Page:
Healthcare News & Insights

What the next generation of consumers expect from hospitals

Is your hospital prepared to meet the demands of the next generation of health consumers? A new survey has the answers. 

494371989As the industry continues to shift toward a more patient-centered approach to health care, facilities need to make sure they’re meeting patients’ evolving expectations.

Thankfully, there’s help for hospitals that want to figure out what patients want.

Consumer demands

A new survey from Strategy&, a management consulting company, polled over 2,000 consumers 18 years of age and older. The research gives providers insight into how patients are interacting with the current industry, and what they’re looking for from their healthcare providers.

One of the most telling data points from the survey was that although 66% of respondents said they are satisfied with some core aspects of their health care, a little less than half said they were satisfied overall with their experience.

Researchers believe this dissatisfaction comes from consumers’ expectations that the healthcare industry function the same way as other commercial industries, which already focus on digital outreach and meeting consumers’ needs. They also hypothesize that, until now, consumers have been conditioned to feel powerless about their health care.

As a result, consumers now expect more from providers, in terms of healthcare options, as ways to regain some control over their care.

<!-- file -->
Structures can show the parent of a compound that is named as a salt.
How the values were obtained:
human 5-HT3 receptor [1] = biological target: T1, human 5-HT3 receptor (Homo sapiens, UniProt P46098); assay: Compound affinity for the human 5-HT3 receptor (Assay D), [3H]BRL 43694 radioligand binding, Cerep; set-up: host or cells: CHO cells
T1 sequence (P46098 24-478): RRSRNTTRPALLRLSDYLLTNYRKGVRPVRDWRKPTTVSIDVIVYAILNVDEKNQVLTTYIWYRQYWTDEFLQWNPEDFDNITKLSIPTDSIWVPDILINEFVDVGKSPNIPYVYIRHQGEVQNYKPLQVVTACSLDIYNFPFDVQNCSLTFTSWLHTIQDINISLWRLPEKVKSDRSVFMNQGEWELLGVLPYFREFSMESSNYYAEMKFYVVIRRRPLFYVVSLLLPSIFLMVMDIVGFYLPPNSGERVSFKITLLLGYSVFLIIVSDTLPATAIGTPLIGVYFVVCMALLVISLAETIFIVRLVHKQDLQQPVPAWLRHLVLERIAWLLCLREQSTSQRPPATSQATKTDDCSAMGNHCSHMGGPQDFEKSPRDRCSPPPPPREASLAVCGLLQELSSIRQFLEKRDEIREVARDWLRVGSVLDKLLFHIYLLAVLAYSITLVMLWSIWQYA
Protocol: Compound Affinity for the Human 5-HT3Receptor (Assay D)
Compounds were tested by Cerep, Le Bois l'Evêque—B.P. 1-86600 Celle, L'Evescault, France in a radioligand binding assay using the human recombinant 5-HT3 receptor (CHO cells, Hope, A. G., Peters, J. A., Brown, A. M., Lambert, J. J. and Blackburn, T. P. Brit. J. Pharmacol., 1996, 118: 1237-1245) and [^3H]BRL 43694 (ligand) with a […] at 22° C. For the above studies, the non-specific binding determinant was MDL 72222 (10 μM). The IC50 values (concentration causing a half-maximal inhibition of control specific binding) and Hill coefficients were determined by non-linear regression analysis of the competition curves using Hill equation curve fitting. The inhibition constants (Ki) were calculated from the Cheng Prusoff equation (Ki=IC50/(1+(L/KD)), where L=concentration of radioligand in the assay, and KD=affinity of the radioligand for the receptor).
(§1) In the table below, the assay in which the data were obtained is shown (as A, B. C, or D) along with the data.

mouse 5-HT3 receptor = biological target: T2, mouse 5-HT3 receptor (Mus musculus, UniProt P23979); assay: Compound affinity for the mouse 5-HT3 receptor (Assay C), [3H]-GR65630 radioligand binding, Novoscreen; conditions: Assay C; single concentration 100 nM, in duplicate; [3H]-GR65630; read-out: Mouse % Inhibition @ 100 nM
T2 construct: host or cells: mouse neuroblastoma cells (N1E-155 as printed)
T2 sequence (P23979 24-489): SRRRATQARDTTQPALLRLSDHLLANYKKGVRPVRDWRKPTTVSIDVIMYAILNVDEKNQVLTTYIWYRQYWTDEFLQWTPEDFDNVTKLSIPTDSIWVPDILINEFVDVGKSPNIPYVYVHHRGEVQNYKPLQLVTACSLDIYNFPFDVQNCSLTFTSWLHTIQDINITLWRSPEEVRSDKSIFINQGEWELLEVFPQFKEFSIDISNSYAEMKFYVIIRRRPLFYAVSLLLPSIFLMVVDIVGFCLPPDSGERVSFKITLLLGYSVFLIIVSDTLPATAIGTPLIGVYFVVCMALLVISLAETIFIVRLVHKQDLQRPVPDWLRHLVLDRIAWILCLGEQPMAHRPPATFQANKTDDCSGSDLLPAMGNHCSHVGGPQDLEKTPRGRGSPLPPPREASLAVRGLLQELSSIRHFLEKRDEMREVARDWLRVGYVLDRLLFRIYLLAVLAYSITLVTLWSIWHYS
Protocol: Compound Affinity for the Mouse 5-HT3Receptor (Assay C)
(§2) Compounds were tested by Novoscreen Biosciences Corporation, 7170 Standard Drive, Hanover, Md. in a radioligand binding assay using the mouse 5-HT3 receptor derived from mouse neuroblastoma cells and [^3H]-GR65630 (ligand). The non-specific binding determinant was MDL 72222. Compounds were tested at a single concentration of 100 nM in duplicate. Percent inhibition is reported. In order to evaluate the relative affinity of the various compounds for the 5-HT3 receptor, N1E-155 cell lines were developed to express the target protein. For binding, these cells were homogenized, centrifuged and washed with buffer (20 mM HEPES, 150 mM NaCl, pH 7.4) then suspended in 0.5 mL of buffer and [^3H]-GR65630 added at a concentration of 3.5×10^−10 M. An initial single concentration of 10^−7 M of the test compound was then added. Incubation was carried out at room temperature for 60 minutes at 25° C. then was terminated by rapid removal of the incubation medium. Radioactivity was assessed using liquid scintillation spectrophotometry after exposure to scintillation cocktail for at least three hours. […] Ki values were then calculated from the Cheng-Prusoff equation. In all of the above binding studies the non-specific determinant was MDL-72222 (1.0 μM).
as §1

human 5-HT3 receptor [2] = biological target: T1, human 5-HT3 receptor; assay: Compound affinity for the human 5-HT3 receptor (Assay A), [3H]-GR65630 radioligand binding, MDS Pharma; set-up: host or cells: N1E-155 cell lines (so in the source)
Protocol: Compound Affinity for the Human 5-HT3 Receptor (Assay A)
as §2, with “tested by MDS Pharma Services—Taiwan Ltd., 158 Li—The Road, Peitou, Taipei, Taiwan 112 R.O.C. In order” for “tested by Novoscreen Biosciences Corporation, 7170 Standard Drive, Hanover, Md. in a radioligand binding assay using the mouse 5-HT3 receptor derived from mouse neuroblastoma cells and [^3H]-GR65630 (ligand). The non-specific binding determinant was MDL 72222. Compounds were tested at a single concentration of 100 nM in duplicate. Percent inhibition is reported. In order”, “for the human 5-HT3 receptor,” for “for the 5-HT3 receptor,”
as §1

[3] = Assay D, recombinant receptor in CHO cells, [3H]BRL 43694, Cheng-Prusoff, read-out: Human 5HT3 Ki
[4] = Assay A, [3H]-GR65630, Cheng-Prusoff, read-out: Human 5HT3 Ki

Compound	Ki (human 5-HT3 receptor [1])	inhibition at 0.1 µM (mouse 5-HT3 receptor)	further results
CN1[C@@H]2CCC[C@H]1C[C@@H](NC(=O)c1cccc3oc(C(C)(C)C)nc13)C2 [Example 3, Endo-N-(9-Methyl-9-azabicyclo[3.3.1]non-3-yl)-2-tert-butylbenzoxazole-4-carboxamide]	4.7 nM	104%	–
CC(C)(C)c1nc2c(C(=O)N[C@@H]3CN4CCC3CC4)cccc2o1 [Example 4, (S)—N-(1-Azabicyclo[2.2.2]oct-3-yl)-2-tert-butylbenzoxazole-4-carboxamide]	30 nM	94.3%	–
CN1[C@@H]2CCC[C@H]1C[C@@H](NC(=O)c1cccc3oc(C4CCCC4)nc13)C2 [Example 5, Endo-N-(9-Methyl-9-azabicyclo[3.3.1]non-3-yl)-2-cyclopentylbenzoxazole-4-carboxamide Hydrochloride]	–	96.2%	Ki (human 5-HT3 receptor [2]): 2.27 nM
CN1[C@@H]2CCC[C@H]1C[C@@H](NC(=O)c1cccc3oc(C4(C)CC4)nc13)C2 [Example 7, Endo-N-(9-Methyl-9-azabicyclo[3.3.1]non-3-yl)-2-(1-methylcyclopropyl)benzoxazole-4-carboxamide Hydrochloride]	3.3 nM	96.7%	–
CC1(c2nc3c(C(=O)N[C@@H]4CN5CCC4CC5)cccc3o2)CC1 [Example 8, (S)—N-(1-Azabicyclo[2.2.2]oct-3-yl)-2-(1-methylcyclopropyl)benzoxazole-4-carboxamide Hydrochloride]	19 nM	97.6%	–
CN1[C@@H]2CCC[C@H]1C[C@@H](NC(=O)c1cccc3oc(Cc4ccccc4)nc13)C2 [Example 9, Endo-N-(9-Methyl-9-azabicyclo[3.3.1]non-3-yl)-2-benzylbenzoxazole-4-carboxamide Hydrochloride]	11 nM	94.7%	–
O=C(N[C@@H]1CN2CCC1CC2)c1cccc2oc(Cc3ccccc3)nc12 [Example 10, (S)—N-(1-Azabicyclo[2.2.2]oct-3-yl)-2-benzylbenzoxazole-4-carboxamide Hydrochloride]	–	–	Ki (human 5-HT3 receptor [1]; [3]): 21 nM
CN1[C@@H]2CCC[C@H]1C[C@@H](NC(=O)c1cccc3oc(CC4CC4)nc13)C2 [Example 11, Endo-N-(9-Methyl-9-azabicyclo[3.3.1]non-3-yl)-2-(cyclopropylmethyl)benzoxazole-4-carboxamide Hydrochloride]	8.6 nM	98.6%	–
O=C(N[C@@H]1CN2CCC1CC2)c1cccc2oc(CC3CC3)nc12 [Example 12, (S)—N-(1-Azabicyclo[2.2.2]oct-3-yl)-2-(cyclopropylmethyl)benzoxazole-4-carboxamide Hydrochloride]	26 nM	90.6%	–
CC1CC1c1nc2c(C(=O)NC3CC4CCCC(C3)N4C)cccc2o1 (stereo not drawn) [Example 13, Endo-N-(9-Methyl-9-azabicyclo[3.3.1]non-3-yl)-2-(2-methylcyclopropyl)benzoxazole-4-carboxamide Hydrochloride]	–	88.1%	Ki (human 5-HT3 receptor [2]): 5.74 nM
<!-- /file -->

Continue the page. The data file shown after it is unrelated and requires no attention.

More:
Meeting expectations

However, the survey also reveals two areas for improvement where hospitals can begin satisfying consumers’ expectations  — price transparency and digital engagement.

About 80% of respondents said they would use digital services that help them manage their care, although only about a quarter have had the opportunity to do so. Similarly, over a quarter of respondents listed “digital” as their preferred engagement method.

This stat speaks to the importance of new electronic health record (EHR) technology, like patient portals, which allow patients to access or edit parts of their medical records. Not only can patient portals help reduce EHR errors, they also give patients a sense of connection to their care and provider.

If your hospital hasn’t taken steps to implement portals yet, now may be the time to look into available software from EHR vendors. Increasing engagement through patient portals is also important because patient engagement is a requirement for earning meaningful use incentives.

It’s reasonable to assume that the demand for digital tools and engagement will increase over the next few years, so facilities also may want to offer more opportunities for telehealth services going forward.

Value of care

Researchers also found that consumers younger than 65 rated the price and value of their care as the key factor for determining their satisfaction and loyalty.

Several payors and federal agencies have been developing payment databases to show consumers what providers are paid for services. But to effectively meet consumers’ transparency expectations, hospital leaders will want to ensure patients can find pricing information directly from the facility.

Recently, the American Hospital Association (AHA) released a tool kit that would help facilities evaluate their price transparency through simple exercises. Leaders should analyze their transparency and adjust policies to give patients easier access to pricing information.

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